September 5, 2013 5:22 pm
Updated: September 6, 2013 3:32 pm

‘It was never meant to be offensive’: frosh leader speaks out about SMU chant

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HALIFAX – A frosh week leader who was a part of an offensive and sexist chant says that the chant was never meant to be offensive.

Venktesh Sharma was present Tuesday at the Saint Mary’s University stadium for a frosh week event when frosh leaders did the chant.

The chant goes as follows: “SMU boys like them young. Y is for your sister. O is for oh so tight. U is for underage. N is for no consent. G is for grab that ass.”

SMU chant

This is Sharma’s first time being a frosh week leader. He apologizes for the chant, which encourages rape and sexual assault.

“It was just a chant,” he said. “All I can say…it was never meant to be offensive.”

The chant was sung by 300 to 400 students.

“We were given a list of chants and we do those chants,” Sharma said.

The second year student apologized profusely for the chant but when pressed on how he could did not realize it was offensive, Sharma simply apologized again.

“I’m sorry that it happened ok? I really am.”

On Thursday, Jared Perry, president of the SMU Students’ Association, said the chant’s message slipped past him.

“A lot of our cheers, when we do them, we don’t necessarily look at the message. It’s more about the rhyme and the chant behind it,” Perry said.

Perry said he was aware of the chant and had even sung it before in years past. But he admits the chant was a mistake.

“It’s definitely the biggest mistake I’ve made throughout my university career and throughout my life,” he said.

Raw video: SMU press conference about frosh chant

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When pressed by Global News about why he did not put a stop to the chant since he knew about it, Perry said it was overlooked.

“In the heat of the moment in orientation week, we weren’t necessarily thinking of that. Now we realize that this is something we should be thinking about.”

University officials met with the students’ association prior to frosh week. Steve Proctor, spokesperson for SMU, says that officials did not know about the chant despite the fact that students say it has been sung for at least four years.

“All I can tell is I’ve spoken to people who are involved there and they indicate they’ve never heard it before. There’s a lot of noise on the field, a lot of words that go on. They report that they have never heard it before. If they had heard it before, they would have shut it down,” Proctor said.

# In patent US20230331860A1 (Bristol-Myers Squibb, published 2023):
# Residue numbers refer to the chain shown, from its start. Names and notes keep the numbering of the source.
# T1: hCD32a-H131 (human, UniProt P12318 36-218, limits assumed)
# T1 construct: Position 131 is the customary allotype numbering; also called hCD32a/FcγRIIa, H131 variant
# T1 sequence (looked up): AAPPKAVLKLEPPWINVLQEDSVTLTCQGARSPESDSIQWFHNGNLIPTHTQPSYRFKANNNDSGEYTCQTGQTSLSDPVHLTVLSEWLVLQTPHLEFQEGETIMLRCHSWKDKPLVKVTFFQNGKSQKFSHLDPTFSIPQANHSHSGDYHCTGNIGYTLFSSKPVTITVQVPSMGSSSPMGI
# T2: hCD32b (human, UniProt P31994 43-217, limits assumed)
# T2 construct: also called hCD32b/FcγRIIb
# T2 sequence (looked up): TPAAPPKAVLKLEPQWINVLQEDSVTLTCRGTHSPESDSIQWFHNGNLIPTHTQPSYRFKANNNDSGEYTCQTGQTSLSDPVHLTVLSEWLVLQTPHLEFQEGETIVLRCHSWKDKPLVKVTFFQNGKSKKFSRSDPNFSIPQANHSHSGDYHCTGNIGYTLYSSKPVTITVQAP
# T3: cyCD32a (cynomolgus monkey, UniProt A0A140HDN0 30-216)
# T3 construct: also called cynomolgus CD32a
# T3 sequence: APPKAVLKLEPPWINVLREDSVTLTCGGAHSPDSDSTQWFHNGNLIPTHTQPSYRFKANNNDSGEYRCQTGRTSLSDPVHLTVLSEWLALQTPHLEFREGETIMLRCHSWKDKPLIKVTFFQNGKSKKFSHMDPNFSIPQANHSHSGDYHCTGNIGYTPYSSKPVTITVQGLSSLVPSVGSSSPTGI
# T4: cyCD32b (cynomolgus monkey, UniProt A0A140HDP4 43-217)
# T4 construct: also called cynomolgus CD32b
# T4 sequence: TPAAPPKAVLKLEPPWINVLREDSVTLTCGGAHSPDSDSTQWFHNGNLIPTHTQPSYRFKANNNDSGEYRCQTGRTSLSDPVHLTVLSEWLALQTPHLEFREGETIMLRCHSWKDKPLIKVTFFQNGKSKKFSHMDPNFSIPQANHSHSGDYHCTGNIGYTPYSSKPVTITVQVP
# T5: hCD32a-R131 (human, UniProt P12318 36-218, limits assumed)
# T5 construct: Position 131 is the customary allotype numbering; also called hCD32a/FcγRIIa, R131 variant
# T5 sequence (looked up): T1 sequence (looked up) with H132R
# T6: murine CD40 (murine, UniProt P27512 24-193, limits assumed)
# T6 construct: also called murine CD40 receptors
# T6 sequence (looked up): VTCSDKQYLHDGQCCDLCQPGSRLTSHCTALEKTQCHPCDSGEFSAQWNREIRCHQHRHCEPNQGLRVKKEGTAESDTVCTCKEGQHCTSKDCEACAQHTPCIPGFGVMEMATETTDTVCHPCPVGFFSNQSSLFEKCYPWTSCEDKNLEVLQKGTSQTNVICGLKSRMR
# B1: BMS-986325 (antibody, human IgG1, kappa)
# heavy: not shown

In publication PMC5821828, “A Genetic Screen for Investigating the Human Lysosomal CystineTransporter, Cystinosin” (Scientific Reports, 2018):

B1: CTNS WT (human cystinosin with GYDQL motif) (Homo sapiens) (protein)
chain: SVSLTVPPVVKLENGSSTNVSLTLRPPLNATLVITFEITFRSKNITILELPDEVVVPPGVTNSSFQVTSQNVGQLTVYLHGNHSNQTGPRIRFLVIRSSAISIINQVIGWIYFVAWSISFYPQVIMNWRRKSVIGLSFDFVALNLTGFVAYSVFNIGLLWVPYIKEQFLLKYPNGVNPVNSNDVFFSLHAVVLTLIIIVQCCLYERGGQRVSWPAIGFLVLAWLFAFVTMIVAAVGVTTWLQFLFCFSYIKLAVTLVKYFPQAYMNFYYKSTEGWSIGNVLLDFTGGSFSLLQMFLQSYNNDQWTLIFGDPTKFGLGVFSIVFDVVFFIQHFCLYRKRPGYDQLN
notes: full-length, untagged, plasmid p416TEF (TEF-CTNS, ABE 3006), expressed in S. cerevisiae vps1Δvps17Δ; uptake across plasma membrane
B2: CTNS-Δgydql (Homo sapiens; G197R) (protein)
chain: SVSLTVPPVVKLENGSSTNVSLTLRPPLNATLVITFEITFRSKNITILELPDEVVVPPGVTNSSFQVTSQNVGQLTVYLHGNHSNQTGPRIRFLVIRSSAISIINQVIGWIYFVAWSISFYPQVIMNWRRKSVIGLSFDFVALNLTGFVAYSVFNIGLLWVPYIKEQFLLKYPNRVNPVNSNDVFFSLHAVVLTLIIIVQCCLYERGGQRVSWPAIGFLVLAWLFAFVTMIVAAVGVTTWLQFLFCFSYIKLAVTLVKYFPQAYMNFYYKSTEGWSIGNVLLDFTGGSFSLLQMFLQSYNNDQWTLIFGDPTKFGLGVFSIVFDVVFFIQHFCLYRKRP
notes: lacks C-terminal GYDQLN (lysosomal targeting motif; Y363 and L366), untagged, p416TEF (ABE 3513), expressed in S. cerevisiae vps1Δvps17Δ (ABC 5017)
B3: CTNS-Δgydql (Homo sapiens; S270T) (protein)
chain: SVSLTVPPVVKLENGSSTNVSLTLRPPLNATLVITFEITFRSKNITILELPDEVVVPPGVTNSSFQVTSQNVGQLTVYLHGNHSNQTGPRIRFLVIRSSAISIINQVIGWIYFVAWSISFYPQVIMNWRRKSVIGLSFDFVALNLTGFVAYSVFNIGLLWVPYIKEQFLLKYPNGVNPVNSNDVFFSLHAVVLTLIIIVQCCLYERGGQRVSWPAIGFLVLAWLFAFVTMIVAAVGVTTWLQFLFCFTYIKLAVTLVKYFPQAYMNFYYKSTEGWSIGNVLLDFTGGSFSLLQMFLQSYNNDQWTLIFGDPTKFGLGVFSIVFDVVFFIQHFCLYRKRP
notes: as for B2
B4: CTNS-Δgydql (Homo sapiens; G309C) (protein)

Perry says the chant will never be sung again. “SMUSA would like to apologize to everyone and the community for our part in this awful display,” he said.

He notes that no members of the SMUSA will resign or step down as a result of the incident. The executive and board will be meeting with SMU president Colin Dodds Thursday night to discuss the matter.

Perry says that an investigation is being launched to ensure this type of incident does not happen again. SMUSA will also be working on a plan to open up campus-wide dialogue about sexism, consent and sexual assault.

Apologies aside, many students are still disgusted.

“I worry that it will be promoting that it’s ok to sexually assault a woman when she should have her own opinion,” said Staci Simpson with the SMU Women’s Centre.

“She should be able to say ‘no’ but having something like this will be promoting ‘yes, you can use women as an object’,” she said.

Some students are upset that no one cared until a video was posted online Wednesday.

“I find it a bit odd that this is the first year that anyone said anything about it,” said student Curtis Boucher.

“It’s been going on for apparently four to five years and nobody ever sat down and thought to themselves, ‘hey this is not really a great idea’,” said student Catheryn Ryan.

Perry says that frosh leaders will undergo a sensitivity training but Sharma says this incident will haunt him.

“I’m going to face the consequences and everyone else for the rest of our lives,” he said.

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